Hoaxes & Rumors

Colonel Buzz Aldrin Addresses Moon Landing Conspiracies

Colonel Buzz Aldrin Addresses Moon Landing Conspiracies

On July 21, 1969, mankind completed a feat which even now seems almost unfathomable. A lunar module piloted by Colonel Edward Eugene “Buzz” Aldrin touched down on the surface of the moon, and Aldrin followed Neil Armstrong down the ladder to be the second man to walk on the moon. His first words on the moon, “beautiful view; magnificent desolation,” are not quite as famous as those of Neil Armstrong; however, being second in the small handful of men to share the experience of walking on the moon makes it no less awe-inspiring. There have been those who have tried to marginalize the accomplishments of these astronauts, even going so far as to suggest that the moon landing never happened. While all but the most ardent of conspiracy theorists do not doubt this moon landing happened, questions surrounding the events of July 21, 1969, come up again and again when discussing hoaxes involving outer space.

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Perhaps people can be forgiven for finding it very difficult to believe mankind has not only succeeded in “slipping the surly bonds of earth,” but that humans have actually traveled to the moon and back. During the perigee of the moon in July 2014, the moon’s orbit put it at a distance of approximately 225,622 miles from the Earth. A perigee, the moon’s closest proximity to the Earth in a given month, combined with a full moon creates an effect scientists have dubbed a super-moon. Yet even during a time when the moon appears its largest, to imagine human beings traveling that distance through the vacuum of space, their lives depending on man-made gadgets and on a collection of knowledge gained in such a relatively short period of history, is almost asking too much. And so the conspiracy theories abound.

Colonel Buzz Aldrin has been asked his thoughts on the suggestions that the moon landing was a hoax. And when not harassed as he was by conspiracy theorist Bart Sibrel in 2002, whom a frustrated 72-year-old Aldrin finally decked in the face, Buzz Aldrin has a fairly elaborate response to questions regarding moon landing conspiracy theories.

Reddit 2014

His most recent remarks on the matter came in the form of an “Ask Me Anything” interview on Reddit.com in July 2014. Aldrin was asked how he felt about people who claimed the moon landing was faked. Here was his response:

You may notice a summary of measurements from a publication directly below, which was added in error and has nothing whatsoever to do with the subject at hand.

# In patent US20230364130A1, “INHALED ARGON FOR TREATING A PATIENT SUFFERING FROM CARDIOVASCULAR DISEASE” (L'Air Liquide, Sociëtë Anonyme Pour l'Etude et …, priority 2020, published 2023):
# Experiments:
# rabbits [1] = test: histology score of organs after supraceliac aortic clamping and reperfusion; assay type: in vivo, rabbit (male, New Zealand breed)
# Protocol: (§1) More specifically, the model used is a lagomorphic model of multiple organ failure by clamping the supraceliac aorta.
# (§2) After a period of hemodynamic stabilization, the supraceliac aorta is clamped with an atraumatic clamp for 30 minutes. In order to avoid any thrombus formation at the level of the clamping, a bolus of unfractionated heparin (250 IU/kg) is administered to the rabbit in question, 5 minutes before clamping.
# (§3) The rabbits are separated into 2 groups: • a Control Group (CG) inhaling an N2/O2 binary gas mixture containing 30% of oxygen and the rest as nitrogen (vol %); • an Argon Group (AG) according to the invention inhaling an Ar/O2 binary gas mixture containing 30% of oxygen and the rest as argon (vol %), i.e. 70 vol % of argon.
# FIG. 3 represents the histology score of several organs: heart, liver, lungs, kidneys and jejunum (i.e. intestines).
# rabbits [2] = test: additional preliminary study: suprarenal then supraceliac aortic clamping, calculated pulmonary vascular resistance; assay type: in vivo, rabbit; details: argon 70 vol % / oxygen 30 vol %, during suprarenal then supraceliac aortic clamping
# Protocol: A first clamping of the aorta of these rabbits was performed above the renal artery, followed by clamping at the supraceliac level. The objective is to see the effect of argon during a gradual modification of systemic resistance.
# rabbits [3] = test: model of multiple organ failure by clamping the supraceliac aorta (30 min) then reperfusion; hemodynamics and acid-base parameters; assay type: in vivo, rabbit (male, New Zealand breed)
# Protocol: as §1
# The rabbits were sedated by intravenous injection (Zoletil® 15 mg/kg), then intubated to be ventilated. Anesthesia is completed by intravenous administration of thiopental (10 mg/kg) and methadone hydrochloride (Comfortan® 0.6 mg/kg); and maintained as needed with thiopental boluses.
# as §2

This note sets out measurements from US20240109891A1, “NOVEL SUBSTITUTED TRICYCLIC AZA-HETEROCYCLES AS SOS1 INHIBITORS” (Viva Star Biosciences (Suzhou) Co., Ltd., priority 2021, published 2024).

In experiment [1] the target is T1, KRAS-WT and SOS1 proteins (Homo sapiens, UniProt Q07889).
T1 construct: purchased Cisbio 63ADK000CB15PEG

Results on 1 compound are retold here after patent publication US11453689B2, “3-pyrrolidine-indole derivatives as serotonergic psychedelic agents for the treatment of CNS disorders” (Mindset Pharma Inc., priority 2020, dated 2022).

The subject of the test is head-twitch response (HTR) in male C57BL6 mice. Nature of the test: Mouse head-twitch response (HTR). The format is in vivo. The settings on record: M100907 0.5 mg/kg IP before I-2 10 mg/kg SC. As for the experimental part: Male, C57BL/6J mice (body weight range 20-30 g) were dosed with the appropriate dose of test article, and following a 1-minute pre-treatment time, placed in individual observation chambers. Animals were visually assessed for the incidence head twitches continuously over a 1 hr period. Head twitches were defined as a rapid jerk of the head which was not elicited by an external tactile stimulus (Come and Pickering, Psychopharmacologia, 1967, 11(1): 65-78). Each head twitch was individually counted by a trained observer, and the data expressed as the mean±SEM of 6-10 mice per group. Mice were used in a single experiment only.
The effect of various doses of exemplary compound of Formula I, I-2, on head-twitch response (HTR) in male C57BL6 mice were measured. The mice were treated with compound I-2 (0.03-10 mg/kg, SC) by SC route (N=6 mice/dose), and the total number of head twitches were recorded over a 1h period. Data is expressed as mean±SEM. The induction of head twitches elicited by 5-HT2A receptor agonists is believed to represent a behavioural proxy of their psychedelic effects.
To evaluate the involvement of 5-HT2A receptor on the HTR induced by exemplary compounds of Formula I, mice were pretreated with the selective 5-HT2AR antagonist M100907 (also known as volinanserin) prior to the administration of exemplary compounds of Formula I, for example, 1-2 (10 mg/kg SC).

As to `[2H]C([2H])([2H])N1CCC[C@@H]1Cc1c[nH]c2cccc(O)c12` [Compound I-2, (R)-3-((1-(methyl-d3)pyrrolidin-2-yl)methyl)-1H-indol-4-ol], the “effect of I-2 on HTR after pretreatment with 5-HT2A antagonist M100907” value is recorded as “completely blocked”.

“I personally don’t waste very much of my time on what is so obvious to a really thinking person, of all the evidence—we talked about Carl Sagan recently, who made a very prophetic observation. He said that ‘extraordinary observations require extraordinary evidence to make them believable.’ There is not extraordinary evidence of (as far as I know) all the claims that have been made that we did NOT go to the Moon. There are photographs from lunar reconnaissance orbiter satellites, going around the moon, that clearly show all of the experiments that we described when we came back from the moon, and they are evidence that we were there, telling the truth.

You can even see a trail of Neil Armstrong’s trek (not footprints really but the stirred up dust in walking or jogging behind him) to see the west Crater that we had flown over. Neil was concerned about landing close to that, and he took photos of that, and then he went back to the spacecraft. I was back inside the spacecraft at this time, but looking at the photos of Lunar Reconnaissance Orbiters, you can clearly see the evidence of Neil’s trek. And he took photographs, and all the signs are still there.”

You can read the entire interview with Colonel Buzz Aldrin here.

Bottom Line

Most people do not doubt the available evidence that on July 21, 1969, NASA Astronauts Neil Armstrong and Buzz Aldrin walked on the surface of the moon. Apollo 11 Astronaut Buzz Aldrin most recently dismissed conspiracy theories claiming the moon landing was faked during an interview on Reddit.com in July 2014.

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Hoaxes & Rumors

Randal A. Burd Jr. is a freelance writer, educator, and poet from Missouri. He is also a Kentucky Colonel and a genealogy enthusiast.

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